The rush to record 2021 IPOs has led to historically dismal returns for investors with no relief in sight

A Rivian R1T electric pickup truck during the company’s IPO outside the Nasdaq MarketSite in New York on Wednesday, November 10, 2021.

Bing Guan | Bloomberg | Getty Images

IPO investors in a record rush to issues in 2021 have so far been disappointed with dismal returns, and the outlook for a once-booming market is only getting worse with rising rates and insider sales on the horizon.

Last year, the number of traditional U.S. IPOs reached the highest levels since the late 1990s and deal values ​​reached record highs, according to Dealogic. So far, the performances of these public debuts have been significantly below their historical average.

2021 trades fell an average of 14% in the six-month post-IPO period, compared to an all-time average of a 14% gain, according to Bank of America.

“The high supply of IPOs, the anticipation of higher fed funds rates, a historically extreme proportion of early-stage/unprofitable companies, and perhaps some investor fatigue in learning so much from new businesses have taken their toll,” Thomas Thornton, chief executive of Bank of America, said in a note.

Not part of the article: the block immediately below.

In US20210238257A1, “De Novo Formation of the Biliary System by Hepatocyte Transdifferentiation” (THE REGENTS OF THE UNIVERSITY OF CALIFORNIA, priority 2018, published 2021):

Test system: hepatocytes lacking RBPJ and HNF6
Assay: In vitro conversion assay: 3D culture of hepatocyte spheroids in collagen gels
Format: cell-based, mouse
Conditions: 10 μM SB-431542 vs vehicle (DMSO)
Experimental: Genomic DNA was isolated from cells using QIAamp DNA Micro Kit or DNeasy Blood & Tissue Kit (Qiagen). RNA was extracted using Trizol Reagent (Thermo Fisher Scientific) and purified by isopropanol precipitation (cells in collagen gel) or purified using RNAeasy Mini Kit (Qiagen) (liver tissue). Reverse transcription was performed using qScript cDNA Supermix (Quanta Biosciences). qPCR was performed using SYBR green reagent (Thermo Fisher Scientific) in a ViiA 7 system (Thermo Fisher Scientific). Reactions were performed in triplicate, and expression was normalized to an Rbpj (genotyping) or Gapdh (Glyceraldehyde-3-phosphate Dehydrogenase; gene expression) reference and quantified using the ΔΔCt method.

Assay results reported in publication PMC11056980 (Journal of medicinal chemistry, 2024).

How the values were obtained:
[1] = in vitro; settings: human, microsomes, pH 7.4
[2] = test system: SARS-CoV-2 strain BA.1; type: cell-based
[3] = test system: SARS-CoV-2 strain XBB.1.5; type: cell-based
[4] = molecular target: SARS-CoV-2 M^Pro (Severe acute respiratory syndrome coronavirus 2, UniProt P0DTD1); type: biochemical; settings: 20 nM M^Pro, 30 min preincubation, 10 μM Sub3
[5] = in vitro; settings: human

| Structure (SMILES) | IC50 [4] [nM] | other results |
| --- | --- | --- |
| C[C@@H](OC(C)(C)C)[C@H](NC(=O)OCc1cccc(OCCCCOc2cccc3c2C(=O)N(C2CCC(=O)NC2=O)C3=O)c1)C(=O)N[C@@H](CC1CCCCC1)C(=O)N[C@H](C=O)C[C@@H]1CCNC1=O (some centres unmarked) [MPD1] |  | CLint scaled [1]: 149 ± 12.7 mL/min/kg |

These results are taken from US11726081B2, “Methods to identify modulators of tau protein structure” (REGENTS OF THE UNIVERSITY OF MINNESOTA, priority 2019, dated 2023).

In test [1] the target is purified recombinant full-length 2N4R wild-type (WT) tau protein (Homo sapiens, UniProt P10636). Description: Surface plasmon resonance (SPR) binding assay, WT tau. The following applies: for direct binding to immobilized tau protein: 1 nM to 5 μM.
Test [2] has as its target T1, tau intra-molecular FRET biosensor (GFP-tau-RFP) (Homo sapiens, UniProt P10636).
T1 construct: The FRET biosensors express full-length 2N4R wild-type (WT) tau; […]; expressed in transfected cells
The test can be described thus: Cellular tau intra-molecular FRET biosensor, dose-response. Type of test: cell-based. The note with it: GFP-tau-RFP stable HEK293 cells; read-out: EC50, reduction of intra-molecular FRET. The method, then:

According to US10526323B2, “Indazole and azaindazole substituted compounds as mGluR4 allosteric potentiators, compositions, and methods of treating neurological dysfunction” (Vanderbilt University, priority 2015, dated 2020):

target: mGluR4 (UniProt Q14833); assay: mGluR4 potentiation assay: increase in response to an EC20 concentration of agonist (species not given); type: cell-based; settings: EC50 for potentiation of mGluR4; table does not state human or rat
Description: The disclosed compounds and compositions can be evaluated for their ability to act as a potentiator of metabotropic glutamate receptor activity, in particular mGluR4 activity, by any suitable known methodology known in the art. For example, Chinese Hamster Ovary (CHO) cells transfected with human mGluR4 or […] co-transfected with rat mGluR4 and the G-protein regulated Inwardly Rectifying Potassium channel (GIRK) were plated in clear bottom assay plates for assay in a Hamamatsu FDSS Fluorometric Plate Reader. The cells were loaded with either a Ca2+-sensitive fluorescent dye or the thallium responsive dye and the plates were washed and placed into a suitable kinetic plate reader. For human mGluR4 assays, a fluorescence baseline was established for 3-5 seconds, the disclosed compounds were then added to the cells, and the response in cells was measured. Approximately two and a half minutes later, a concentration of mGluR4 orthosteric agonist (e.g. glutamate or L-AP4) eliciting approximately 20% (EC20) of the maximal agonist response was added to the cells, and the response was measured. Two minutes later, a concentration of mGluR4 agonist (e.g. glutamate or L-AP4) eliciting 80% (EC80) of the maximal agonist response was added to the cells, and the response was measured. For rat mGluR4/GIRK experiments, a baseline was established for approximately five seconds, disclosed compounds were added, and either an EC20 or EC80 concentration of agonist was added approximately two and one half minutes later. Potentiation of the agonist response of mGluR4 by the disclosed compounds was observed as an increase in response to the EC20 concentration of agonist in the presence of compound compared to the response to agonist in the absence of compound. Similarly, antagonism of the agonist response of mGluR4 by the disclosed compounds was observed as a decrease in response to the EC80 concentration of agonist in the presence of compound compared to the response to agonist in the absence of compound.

Amid expectations of higher interest rates and returning volatility, the market quickly moved away from risky, growth-oriented companies, which particularly hurt small-cap IPOs and those with a long track record to profitability.

Electric pickup truck maker Rivian Automotive was one of the biggest IPOs of 2021 with its market cap briefly outpacing traditional automakers like Ford and General Motors. However, the stock wiped out all the post-debut pop, trading around 12% below its IPO price.

“I think there’s no doubt that the IPO market is going to slow down this year,” said Ulrike Hoffmann-Burchardi, portfolio manager at Tudor Investment Corp. “We’ve seen, particularly in software, which is probably 90% of the tech IPO pipeline, now a drastic reset in valuations.”

Tech stocks are considered sensitive to rising yields because the rising cost of debt can hamper their growth and make their future cash flows less valuable.

“We need to see rates stabilize,” Hoffmann-Burchardi said. “When the volatility and movement in interest rates is this large, it will be very difficult for valuations to find themselves and recalibrate.”

Meanwhile, many IPOs made in the second half of 2021 will experience a lock-in expiry over the next six months. An IPO lock-up period is typically 180 days during which insiders of the company cannot sell their shares.

– CNBC’s Leslie Picker contributed reporting.